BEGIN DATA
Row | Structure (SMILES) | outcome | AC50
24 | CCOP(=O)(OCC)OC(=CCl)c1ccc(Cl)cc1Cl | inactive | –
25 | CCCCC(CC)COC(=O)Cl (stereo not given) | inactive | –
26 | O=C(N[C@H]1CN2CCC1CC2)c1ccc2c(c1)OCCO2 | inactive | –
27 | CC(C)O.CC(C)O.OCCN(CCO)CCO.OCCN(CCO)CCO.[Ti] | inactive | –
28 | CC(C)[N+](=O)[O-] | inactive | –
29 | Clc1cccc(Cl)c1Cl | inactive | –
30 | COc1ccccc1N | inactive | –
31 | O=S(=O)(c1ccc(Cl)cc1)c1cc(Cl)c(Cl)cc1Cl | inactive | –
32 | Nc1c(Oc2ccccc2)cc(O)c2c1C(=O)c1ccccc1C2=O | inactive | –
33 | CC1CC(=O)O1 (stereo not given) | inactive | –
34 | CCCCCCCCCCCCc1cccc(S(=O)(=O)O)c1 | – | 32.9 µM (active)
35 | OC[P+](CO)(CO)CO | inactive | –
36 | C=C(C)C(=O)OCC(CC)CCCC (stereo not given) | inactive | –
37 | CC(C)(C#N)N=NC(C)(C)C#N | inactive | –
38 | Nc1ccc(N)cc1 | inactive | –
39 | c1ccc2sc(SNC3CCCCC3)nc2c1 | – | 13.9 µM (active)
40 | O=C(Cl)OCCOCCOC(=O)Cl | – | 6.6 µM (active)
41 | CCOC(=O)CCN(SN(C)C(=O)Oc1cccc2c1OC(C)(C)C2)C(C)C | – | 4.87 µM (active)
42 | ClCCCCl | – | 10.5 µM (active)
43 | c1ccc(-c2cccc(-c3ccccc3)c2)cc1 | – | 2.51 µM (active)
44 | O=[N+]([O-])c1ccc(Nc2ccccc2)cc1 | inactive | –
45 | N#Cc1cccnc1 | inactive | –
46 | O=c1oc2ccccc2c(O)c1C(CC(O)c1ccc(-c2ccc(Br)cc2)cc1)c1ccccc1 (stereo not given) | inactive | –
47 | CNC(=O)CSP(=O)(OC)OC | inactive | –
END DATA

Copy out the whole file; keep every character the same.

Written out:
Row | Structure (SMILES) | outcome | AC50
24 | CCOP(=O)(OCC)OC(=CCl)c1ccc(Cl)cc1Cl | inactive | –
25 | CCCCC(CC)COC(=O)Cl (stereo not given) | inactive | –
26 | O=C(N[C@H]1CN2CCC1CC2)c1ccc2c(c1)OCCO2 | inactive | –
27 | CC(C)O.CC(C)O.OCCN(CCO)CCO.OCCN(CCO)CCO.[Ti] | inactive | –
28 | CC(C)[N+](=O)[O-] | inactive | –
29 | Clc1cccc(Cl)c1Cl | inactive | –
30 | COc1ccccc1N | inactive | –
31 | O=S(=O)(c1ccc(Cl)cc1)c1cc(Cl)c(Cl)cc1Cl | inactive | –
32 | Nc1c(Oc2ccccc2)cc(O)c2c1C(=O)c1ccccc1C2=O | inactive | –
33 | CC1CC(=O)O1 (stereo not given) | inactive | –
34 | CCCCCCCCCCCCc1cccc(S(=O)(=O)O)c1 | – | 32.9 µM (active)
35 | OC[P+](CO)(CO)CO | inactive | –
36 | C=C(C)C(=O)OCC(CC)CCCC (stereo not given) | inactive | –
37 | CC(C)(C#N)N=NC(C)(C)C#N | inactive | –
38 | Nc1ccc(N)cc1 | inactive | –
39 | c1ccc2sc(SNC3CCCCC3)nc2c1 | – | 13.9 µM (active)
40 | O=C(Cl)OCCOCCOC(=O)Cl | – | 6.6 µM (active)
41 | CCOC(=O)CCN(SN(C)C(=O)Oc1cccc2c1OC(C)(C)C2)C(C)C | – | 4.87 µM (active)
42 | ClCCCCl | – | 10.5 µM (active)
43 | c1ccc(-c2cccc(-c3ccccc3)c2)cc1 | – | 2.51 µM (active)
44 | O=[N+]([O-])c1ccc(Nc2ccccc2)cc1 | inactive | –
45 | N#Cc1cccnc1 | inactive | –
46 | O=c1oc2ccccc2c(O)c1C(CC(O)c1ccc(-c2ccc(Br)cc2)cc1)c1ccccc1 (stereo not given) | inactive | –
47 | CNC(=O)CSP(=O)(OC)OC | inactive | –